in the mid-1990s remain key QOL issues today. This article will therefore focus on the prevalence and etiology of four major QOL influencers: fatigue, pain, anxiety/depression and sleep disturbances. For a discussion of their clinical assessment and a review of strategies for intervention, please refer to the article by Anne Hughes in this supplement. Fatigue: Fatigue is the seventh most common symptom seen in primary care [5]. Fatigue is a term used to describe feelings of exhaustion, sleepiness and a lack of energy. Fatigue may be a symptom of a disease or diseases or other problems that a person is experiencing and may be temporary or chronic. Fatigue is described as a lack of energy, sleepiness, tiredness, exhaustion, an inability to get enough rest, or weakness. Thus, fatigue causes changes in the quality of life of the person experiencing it.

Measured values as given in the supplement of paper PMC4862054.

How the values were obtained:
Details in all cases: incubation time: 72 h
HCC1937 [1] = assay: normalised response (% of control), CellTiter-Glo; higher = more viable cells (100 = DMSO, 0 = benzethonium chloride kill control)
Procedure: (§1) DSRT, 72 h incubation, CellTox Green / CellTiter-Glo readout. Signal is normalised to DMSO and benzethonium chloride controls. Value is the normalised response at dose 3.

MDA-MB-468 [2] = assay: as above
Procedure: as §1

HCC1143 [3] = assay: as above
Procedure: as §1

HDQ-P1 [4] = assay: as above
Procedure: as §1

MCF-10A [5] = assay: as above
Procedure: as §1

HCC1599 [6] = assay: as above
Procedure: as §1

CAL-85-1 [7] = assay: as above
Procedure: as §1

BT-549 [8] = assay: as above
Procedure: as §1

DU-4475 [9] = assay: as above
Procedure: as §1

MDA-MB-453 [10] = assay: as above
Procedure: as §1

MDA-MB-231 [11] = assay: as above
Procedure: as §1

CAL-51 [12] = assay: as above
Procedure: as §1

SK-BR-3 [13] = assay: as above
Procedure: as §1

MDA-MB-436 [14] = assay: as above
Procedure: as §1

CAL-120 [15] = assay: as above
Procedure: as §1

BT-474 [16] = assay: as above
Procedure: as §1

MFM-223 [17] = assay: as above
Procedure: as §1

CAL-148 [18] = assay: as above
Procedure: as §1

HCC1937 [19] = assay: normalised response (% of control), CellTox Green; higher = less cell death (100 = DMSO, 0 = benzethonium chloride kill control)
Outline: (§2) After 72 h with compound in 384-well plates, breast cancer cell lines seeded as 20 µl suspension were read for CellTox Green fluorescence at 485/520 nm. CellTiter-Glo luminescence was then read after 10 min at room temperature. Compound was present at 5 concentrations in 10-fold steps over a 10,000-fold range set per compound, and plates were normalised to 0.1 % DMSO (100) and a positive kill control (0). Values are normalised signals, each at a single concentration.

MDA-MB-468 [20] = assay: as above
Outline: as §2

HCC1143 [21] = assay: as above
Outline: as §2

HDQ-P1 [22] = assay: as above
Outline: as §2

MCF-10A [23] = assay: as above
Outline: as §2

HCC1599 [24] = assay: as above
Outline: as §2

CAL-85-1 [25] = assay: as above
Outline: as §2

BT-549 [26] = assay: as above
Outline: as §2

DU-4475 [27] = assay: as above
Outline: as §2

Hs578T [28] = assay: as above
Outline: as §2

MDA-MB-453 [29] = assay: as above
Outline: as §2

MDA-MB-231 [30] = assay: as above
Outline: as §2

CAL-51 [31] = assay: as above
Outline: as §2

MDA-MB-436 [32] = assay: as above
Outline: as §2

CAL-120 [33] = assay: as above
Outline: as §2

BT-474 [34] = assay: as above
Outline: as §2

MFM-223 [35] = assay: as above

Fatigue in HIV: From her review of the literature, Barroso, [6] estimated that the prevalence of fatigue among persons with HIV infection is 20% to 60%. Fatigue related to HIV infection has been shown to be a strong predictor of daily living limitations and days lost to disability [7,8]. Fatigue also significantly affects physical functioning [9]. Yet, fatigue is one of the most under treated concerns that people with HIV experience. Frequently identified causes of fatigue in HIV include lack of rest or exercise, or improper or inadequate diet; psychological stress including depression and anxiety; use of recreational substances such as alcohol, tobacco, and drugs; side effects from medications, both those used to treat HIV disease and those used to treat or prevent opportunistic infections; infections, such as infectious mononucleosis, hepatitis, endocarditis, urinary tract infections, tuberculosis, and those that are common in HIV-infected persons (opportunistic infections); abnormalities of the adrenal gland, thyroid gland, and gonads; sleep disturbances; fever; and anemia. Lee 50